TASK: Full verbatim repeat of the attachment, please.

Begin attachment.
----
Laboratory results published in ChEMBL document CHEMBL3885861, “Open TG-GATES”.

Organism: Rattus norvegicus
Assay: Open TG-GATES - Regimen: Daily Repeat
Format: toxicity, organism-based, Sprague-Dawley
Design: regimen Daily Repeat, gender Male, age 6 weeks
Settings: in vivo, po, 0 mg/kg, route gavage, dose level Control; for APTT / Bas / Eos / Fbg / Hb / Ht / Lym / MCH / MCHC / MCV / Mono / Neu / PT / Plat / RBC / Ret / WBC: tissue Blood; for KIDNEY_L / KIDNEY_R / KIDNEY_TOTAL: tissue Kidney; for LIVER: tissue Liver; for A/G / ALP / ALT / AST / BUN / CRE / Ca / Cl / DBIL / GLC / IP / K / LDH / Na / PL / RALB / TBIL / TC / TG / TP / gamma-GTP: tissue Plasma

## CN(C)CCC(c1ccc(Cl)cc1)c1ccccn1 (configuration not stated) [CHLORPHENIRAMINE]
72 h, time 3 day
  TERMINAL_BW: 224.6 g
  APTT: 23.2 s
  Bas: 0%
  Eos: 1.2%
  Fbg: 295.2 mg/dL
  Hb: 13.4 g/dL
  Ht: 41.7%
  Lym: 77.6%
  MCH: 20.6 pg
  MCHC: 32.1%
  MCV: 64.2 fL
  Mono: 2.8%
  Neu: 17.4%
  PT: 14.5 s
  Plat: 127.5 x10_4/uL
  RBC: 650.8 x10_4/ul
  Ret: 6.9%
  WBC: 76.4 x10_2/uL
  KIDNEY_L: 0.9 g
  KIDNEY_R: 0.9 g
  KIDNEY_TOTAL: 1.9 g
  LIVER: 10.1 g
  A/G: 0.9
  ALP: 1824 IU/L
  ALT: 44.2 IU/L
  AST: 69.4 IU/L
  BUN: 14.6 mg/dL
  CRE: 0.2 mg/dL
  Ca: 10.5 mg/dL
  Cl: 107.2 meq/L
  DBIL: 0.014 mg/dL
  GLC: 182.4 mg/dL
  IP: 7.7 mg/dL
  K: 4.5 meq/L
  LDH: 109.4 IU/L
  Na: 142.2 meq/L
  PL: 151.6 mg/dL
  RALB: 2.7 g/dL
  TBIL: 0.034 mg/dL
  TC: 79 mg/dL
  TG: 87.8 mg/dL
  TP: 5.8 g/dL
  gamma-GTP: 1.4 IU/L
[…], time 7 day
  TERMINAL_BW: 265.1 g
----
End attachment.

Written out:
Laboratory results published in ChEMBL document CHEMBL3885861, “Open TG-GATES”.

Organism: Rattus norvegicus
Assay: Open TG-GATES - Regimen: Daily Repeat
Format: toxicity, organism-based, Sprague-Dawley
Design: regimen Daily Repeat, gender Male, age 6 weeks
Settings: in vivo, po, 0 mg/kg, route gavage, dose level Control; for APTT / Bas / Eos / Fbg / Hb / Ht / Lym / MCH / MCHC / MCV / Mono / Neu / PT / Plat / RBC / Ret / WBC: tissue Blood; for KIDNEY_L / KIDNEY_R / KIDNEY_TOTAL: tissue Kidney; for LIVER: tissue Liver; for A/G / ALP / ALT / AST / BUN / CRE / Ca / Cl / DBIL / GLC / IP / K / LDH / Na / PL / RALB / TBIL / TC / TG / TP / gamma-GTP: tissue Plasma

## CN(C)CCC(c1ccc(Cl)cc1)c1ccccn1 (configuration not stated) [CHLORPHENIRAMINE]
72 h, time 3 day
  TERMINAL_BW: 224.6 g
  APTT: 23.2 s
  Bas: 0%
  Eos: 1.2%
  Fbg: 295.2 mg/dL
  Hb: 13.4 g/dL
  Ht: 41.7%
  Lym: 77.6%
  MCH: 20.6 pg
  MCHC: 32.1%
  MCV: 64.2 fL
  Mono: 2.8%
  Neu: 17.4%
  PT: 14.5 s
  Plat: 127.5 x10_4/uL
  RBC: 650.8 x10_4/ul
  Ret: 6.9%
  WBC: 76.4 x10_2/uL
  KIDNEY_L: 0.9 g
  KIDNEY_R: 0.9 g
  KIDNEY_TOTAL: 1.9 g
  LIVER: 10.1 g
  A/G: 0.9
  ALP: 1824 IU/L
  ALT: 44.2 IU/L
  AST: 69.4 IU/L
  BUN: 14.6 mg/dL
  CRE: 0.2 mg/dL
  Ca: 10.5 mg/dL
  Cl: 107.2 meq/L
  DBIL: 0.014 mg/dL
  GLC: 182.4 mg/dL
  IP: 7.7 mg/dL
  K: 4.5 meq/L
  LDH: 109.4 IU/L
  Na: 142.2 meq/L
  PL: 151.6 mg/dL
  RALB: 2.7 g/dL
  TBIL: 0.034 mg/dL
  TC: 79 mg/dL
  TG: 87.8 mg/dL
  TP: 5.8 g/dL
  gamma-GTP: 1.4 IU/L
[…], time 7 day
  TERMINAL_BW: 265.1 g